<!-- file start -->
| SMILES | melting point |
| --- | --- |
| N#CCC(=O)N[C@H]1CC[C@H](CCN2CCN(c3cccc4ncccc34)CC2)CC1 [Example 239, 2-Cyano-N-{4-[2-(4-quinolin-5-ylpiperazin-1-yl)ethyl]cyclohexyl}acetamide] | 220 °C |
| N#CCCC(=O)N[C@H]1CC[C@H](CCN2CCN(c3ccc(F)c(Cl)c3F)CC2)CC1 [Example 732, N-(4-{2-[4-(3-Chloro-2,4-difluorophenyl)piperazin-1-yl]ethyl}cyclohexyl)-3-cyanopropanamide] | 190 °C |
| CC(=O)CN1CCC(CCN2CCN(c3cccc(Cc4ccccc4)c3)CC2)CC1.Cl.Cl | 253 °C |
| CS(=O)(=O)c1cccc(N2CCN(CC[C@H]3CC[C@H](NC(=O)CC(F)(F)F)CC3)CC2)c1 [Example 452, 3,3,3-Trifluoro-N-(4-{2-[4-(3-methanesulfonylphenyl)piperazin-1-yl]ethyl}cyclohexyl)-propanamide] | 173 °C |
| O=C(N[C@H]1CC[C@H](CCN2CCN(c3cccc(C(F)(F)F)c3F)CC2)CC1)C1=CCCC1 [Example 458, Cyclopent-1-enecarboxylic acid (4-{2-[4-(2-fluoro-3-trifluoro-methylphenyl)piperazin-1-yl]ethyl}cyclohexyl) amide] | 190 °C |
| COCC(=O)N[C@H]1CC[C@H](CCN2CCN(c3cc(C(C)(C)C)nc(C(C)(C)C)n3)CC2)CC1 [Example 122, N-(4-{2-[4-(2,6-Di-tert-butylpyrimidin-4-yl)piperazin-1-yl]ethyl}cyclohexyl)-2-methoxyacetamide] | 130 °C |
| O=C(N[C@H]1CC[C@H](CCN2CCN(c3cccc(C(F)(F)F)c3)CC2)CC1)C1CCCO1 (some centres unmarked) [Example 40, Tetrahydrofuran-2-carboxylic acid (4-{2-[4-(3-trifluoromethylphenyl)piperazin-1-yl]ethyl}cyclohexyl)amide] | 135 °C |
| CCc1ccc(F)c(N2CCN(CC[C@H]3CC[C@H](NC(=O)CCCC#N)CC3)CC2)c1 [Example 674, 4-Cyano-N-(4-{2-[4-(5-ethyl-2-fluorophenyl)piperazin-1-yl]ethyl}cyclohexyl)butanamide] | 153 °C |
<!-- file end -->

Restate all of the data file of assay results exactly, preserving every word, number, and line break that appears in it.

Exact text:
| SMILES | melting point |
| --- | --- |
| N#CCC(=O)N[C@H]1CC[C@H](CCN2CCN(c3cccc4ncccc34)CC2)CC1 [Example 239, 2-Cyano-N-{4-[2-(4-quinolin-5-ylpiperazin-1-yl)ethyl]cyclohexyl}acetamide] | 220 °C |
| N#CCCC(=O)N[C@H]1CC[C@H](CCN2CCN(c3ccc(F)c(Cl)c3F)CC2)CC1 [Example 732, N-(4-{2-[4-(3-Chloro-2,4-difluorophenyl)piperazin-1-yl]ethyl}cyclohexyl)-3-cyanopropanamide] | 190 °C |
| CC(=O)CN1CCC(CCN2CCN(c3cccc(Cc4ccccc4)c3)CC2)CC1.Cl.Cl | 253 °C |
| CS(=O)(=O)c1cccc(N2CCN(CC[C@H]3CC[C@H](NC(=O)CC(F)(F)F)CC3)CC2)c1 [Example 452, 3,3,3-Trifluoro-N-(4-{2-[4-(3-methanesulfonylphenyl)piperazin-1-yl]ethyl}cyclohexyl)-propanamide] | 173 °C |
| O=C(N[C@H]1CC[C@H](CCN2CCN(c3cccc(C(F)(F)F)c3F)CC2)CC1)C1=CCCC1 [Example 458, Cyclopent-1-enecarboxylic acid (4-{2-[4-(2-fluoro-3-trifluoro-methylphenyl)piperazin-1-yl]ethyl}cyclohexyl) amide] | 190 °C |
| COCC(=O)N[C@H]1CC[C@H](CCN2CCN(c3cc(C(C)(C)C)nc(C(C)(C)C)n3)CC2)CC1 [Example 122, N-(4-{2-[4-(2,6-Di-tert-butylpyrimidin-4-yl)piperazin-1-yl]ethyl}cyclohexyl)-2-methoxyacetamide] | 130 °C |
| O=C(N[C@H]1CC[C@H](CCN2CCN(c3cccc(C(F)(F)F)c3)CC2)CC1)C1CCCO1 (some centres unmarked) [Example 40, Tetrahydrofuran-2-carboxylic acid (4-{2-[4-(3-trifluoromethylphenyl)piperazin-1-yl]ethyl}cyclohexyl)amide] | 135 °C |
| CCc1ccc(F)c(N2CCN(CC[C@H]3CC[C@H](NC(=O)CCCC#N)CC3)CC2)c1 [Example 674, 4-Cyano-N-(4-{2-[4-(5-ethyl-2-fluorophenyl)piperazin-1-yl]ethyl}cyclohexyl)butanamide] | 153 °C |